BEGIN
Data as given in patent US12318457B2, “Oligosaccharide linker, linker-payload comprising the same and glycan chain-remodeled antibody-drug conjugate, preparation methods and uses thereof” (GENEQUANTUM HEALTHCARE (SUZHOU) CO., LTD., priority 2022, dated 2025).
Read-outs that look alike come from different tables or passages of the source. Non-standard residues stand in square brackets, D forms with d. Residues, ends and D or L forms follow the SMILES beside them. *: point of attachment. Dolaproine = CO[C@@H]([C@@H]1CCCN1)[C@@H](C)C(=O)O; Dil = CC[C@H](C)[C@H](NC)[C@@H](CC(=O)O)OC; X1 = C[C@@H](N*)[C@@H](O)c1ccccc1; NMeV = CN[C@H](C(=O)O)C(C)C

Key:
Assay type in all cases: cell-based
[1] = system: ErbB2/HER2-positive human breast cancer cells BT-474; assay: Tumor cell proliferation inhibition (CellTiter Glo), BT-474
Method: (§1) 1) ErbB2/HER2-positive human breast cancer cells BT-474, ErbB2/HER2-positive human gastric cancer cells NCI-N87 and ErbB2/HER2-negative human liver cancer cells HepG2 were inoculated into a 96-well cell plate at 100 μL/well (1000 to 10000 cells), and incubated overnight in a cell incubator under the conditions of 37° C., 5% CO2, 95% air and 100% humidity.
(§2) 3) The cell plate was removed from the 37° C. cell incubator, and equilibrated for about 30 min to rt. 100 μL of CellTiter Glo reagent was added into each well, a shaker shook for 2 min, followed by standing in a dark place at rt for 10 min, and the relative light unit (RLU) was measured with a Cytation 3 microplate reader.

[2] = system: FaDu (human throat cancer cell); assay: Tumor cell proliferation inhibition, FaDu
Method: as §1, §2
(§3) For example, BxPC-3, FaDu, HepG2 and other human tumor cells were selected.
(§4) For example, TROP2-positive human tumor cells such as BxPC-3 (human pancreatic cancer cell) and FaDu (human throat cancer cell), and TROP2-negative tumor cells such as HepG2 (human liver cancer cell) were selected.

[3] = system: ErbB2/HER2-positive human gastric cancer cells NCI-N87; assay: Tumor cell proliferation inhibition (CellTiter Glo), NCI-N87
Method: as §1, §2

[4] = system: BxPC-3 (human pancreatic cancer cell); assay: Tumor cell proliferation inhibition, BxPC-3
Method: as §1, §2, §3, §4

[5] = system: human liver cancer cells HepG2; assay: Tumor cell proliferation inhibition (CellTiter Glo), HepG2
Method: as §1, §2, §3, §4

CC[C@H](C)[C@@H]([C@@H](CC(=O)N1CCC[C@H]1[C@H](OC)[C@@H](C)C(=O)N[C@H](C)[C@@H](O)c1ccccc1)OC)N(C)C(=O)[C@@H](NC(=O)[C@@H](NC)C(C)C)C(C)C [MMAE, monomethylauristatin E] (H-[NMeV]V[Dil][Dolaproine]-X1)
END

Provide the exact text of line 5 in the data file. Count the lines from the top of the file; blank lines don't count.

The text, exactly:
[1] = system: ErbB2/HER2-positive human breast cancer cells BT-474; assay: Tumor cell proliferation inhibition (CellTiter Glo), BT-474